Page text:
The American Institute of CPAs has written a letter to some of the top tax lawmakers in Congress asking them to grant relief to taxpayers in appropriate situations when they miss a statutory deadline or make an error in choosing an election. 

Some of the many tax elections available to taxpayers permit administrative relief under section 9100 of the Tax Code if the election is made late or it wasn’t executed correctly because the deadlines were established in Treasury regulations, but often the elections with deadlines set by statute do not offer the same relief, the AICPA pointed out in the letter it sent Friday to lawmakers. 

The AICPA reminded lawmakers that relief under section 9100 “is extremely valuable for taxpayers who miss the opportunity to make certain tax elections” and that “Congress should consider making section 9100 relief available for all tax elections, whether prescribed by regulation or statute.”

In its letter, the AICPA listed 26 elections (not all-inclusive) for which section 9100 relief is not currently granted because the deadline for claiming such elections is set by statute.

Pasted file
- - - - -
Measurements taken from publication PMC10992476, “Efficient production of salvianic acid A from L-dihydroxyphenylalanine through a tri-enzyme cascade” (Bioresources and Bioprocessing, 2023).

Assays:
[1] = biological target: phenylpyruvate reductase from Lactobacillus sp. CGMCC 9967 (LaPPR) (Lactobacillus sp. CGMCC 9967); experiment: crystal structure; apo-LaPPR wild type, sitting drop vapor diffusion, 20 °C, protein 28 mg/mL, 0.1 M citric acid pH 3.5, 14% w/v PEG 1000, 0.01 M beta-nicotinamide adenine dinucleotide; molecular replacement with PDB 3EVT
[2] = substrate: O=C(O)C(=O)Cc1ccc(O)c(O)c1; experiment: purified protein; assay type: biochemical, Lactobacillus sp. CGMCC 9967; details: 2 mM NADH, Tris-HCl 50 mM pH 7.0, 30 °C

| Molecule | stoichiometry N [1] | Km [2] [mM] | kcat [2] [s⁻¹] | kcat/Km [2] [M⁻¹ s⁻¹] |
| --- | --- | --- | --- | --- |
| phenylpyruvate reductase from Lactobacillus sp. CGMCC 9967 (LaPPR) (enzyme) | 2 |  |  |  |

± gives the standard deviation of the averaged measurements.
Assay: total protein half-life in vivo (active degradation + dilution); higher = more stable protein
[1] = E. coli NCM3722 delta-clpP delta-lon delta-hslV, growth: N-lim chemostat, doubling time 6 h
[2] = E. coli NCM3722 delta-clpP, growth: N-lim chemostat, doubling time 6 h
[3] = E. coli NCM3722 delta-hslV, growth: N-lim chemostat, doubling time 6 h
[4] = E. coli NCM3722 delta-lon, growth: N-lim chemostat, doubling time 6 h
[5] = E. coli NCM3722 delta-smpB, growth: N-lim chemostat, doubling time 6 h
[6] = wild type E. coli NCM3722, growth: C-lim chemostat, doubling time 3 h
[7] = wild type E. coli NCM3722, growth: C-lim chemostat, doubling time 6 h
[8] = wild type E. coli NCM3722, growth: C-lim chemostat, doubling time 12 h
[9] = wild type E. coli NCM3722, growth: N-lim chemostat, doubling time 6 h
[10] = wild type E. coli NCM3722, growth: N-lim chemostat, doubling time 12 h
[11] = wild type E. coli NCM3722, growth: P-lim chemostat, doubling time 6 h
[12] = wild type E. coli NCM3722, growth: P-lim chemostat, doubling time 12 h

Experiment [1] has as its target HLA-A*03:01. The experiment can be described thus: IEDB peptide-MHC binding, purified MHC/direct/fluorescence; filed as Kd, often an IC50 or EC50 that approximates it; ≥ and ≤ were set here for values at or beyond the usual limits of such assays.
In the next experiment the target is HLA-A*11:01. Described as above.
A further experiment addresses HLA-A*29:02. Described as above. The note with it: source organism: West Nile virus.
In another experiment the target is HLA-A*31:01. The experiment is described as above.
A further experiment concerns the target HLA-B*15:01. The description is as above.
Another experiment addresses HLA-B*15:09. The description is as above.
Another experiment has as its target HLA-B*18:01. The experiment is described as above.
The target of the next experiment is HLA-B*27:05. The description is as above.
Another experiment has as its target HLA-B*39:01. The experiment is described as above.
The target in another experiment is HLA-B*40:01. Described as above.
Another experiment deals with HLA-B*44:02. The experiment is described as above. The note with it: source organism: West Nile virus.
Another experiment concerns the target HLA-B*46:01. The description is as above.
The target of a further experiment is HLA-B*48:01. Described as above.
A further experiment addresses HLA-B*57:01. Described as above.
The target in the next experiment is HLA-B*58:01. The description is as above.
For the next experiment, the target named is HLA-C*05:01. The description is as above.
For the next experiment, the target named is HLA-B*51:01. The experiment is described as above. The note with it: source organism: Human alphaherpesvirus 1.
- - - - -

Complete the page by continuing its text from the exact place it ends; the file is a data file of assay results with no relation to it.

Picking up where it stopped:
Among the items cited are the election for the month in which a building is placed in service for the Low-Income Housing Credit, the election to amortize certain research and development expenditures, the election to treat certain costs of a film or TV production as an expense, and the election to waive a net operating loss carryback for a standalone entity return.

In order for the IRS to grant relief under section 9100, the IRS must have the authority to do so and taxpayers must show that they acted reasonably and in good faith and that the grant of relief will not prejudice the interests of the government, the AICPA noted.

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